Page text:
volen-, volunt-, voli-, vol-

(Latin: will, free will, free choice; to wish; personal desire)

Ad captandam benevolentiam (Latin motto)
Translation: "To win good will."

For the purpose of winning good will.

benevolence (s) (noun), benevolences (pl)
1. Disposition to do good, a desire to promote the happiness of others; kindness, generosity, charitable feeling as a general disposition towards mankind at large: The benevolence of the musicians' union was seen in the generous number of free musical instruments the members gave to the community's music school.
2. An expression of goodwill, an act of kindness; a gift or grant of money; a contribution for the support of the poor: The widow gave a generous benevolence to the community library in memory of her late husband who had been an author and had also donated many books to that library.
benevolent (adjective), more benevolent, most benevolent
1. A reference to a desire to do good things for other people, of a kindly disposition, charitable, generous: An anonymous and benevolent donor provided funds to help the homeless people in Hugo's community.
2. Pertaining to an organized effort to do good things for people: Rene's sister volunteered to work with a benevolent organization that helps elderly people get the help that they need so they can stay in their homes if that is their desire.
A tendency to provide happiness for others.
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Descriptive of concern for the well-being of other people.
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Disposed to promote the prosperity and happiness of others.
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benevolently (adjective), more benevolently, most benevolently
1. An inclination to perform kind, charitable acts: Sarah was benevolently inspired when she decided to volunteer at local children's medical clinic.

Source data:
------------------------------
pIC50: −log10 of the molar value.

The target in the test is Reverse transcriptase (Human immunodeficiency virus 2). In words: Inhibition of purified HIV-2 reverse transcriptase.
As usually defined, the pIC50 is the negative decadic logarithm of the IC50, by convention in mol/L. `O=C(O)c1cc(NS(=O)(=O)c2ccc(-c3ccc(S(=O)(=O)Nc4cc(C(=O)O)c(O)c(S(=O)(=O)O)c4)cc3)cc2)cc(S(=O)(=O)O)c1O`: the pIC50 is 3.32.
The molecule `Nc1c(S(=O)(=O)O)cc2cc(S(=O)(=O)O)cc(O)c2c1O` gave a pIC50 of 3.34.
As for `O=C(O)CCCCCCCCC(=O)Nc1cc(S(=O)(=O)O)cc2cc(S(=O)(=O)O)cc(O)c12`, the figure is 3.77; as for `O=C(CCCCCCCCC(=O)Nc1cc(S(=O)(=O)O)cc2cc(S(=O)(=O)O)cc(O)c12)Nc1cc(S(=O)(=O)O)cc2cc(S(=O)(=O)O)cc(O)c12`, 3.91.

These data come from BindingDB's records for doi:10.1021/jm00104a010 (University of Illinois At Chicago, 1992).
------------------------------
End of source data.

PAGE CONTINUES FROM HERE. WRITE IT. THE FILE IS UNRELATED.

2. Characterized by a kindly act; such as, a gift given out of generosity: Henry's mother acted benevolently when she gave a large music scholarship to the local university.
benevolentness (noun) (no plural)
An act that is philanthropic, human, kind, and generous by nature: The advertising campaign of the symphony orchestra foundation appealed to the benevolentness of the patrons who support the arts and culture of the city.
Deo volente; D.V.
God willing.

This expression is used to call on God when initiating an enterprise or looking forward to the future; as in, "Deo volente we will return safely from our trip." It is also abbreviated as D.V.

diversivolent (adjective)
Desiring strife or differences.
involuntarily
involuntariness
involuntary
malevolence (s) (noun) (no plural form)
Being illegal; the wishing or the cause of bad things happening to others; ill-will, malice, spitefulness: The malevolence of gas attacks on its citizens is considered absolutely one of the worst things that the regime of the country could do.
malevolent (adjective), more malevolent, most malevolent
Pertaining to an individual who attempts destructive activities or exerts an evil influence: The more malevolent prisoners tried to incite a riot by using all of their most hateful comments and misinformation to provoke others to rebel against the prison guards.

The author of the crime novels described a malevolent character who often committed heinous crimes under the guise of being a kindly old neighbor.

Showing intense ill will.
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Wanting bad things to happen for others.
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Doing harm or bad things to another person.
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malevolently (adverb), more malevolently, most malevolently
Relating to doing painful things to other people or wanting to harm them: The malevolently looking face of the insane man was marked with scars as he looked around the corner to choose the next victim he would attack.
nolens, volens
Whether willing or not.

Literally, "being unwilling, willing". This refers to anyone who does something he/she really does not want to do, but does it nolens, volens. Sometimes the phrase is used to mean "willy-nilly" or "hap-hazardly".

omnibenevolence (s) (noun), omnibenevolences (pl)
Universal generosity, kindness, acts of charity or support for all, without prejudice: There are some nongovernmental organizations in poor countries which are acting under a mandate of omnibenevolence by extending their help to everyone possible.